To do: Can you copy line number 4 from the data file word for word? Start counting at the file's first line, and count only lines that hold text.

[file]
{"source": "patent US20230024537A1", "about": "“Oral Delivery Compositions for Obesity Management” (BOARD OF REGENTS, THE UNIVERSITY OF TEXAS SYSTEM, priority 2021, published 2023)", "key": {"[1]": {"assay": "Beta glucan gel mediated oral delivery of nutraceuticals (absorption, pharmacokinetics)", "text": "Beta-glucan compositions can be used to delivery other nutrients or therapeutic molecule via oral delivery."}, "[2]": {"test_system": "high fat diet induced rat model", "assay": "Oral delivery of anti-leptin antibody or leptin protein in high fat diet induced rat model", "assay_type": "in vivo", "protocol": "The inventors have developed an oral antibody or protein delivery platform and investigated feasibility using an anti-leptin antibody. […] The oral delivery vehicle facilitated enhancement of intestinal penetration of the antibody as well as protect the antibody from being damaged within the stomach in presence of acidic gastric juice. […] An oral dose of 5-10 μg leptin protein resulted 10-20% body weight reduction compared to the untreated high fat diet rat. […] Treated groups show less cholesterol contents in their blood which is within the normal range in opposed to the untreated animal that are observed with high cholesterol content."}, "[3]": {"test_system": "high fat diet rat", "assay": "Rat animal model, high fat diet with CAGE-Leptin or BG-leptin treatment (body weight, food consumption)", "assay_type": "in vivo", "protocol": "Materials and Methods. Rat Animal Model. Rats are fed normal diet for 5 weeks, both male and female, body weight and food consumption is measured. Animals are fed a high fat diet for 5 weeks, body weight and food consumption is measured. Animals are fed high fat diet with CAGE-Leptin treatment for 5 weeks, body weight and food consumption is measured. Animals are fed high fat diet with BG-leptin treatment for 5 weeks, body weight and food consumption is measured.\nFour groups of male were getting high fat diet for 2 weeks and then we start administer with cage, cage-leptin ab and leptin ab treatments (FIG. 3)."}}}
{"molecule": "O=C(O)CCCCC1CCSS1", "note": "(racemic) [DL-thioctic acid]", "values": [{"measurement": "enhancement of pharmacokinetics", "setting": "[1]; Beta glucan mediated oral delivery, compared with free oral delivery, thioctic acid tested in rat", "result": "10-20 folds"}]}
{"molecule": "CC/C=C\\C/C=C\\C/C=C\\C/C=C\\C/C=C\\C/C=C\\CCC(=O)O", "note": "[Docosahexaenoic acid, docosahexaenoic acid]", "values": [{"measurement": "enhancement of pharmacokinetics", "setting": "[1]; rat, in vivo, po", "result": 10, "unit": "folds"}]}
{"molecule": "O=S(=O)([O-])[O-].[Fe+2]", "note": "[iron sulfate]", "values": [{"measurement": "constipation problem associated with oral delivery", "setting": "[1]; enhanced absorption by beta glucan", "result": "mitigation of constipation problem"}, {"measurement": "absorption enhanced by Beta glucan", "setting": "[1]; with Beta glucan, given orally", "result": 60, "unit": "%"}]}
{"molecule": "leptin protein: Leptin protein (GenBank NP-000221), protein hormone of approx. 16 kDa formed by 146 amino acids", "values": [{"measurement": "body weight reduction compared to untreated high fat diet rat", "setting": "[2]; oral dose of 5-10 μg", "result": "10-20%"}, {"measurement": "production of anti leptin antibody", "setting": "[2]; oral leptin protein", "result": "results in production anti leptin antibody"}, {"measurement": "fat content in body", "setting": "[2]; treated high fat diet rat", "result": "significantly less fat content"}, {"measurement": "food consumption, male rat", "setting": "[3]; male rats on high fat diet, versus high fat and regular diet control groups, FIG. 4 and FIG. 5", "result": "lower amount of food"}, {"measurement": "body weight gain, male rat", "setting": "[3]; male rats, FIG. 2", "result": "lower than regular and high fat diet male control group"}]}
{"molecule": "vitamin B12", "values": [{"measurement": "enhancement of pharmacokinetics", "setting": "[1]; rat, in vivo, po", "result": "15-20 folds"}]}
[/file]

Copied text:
{"molecule": "O=S(=O)([O-])[O-].[Fe+2]", "note": "[iron sulfate]", "values": [{"measurement": "constipation problem associated with oral delivery", "setting": "[1]; enhanced absorption by beta glucan", "result": "mitigation of constipation problem"}, {"measurement": "absorption enhanced by Beta glucan", "setting": "[1]; with Beta glucan, given orally", "result": 60, "unit": "%"}]}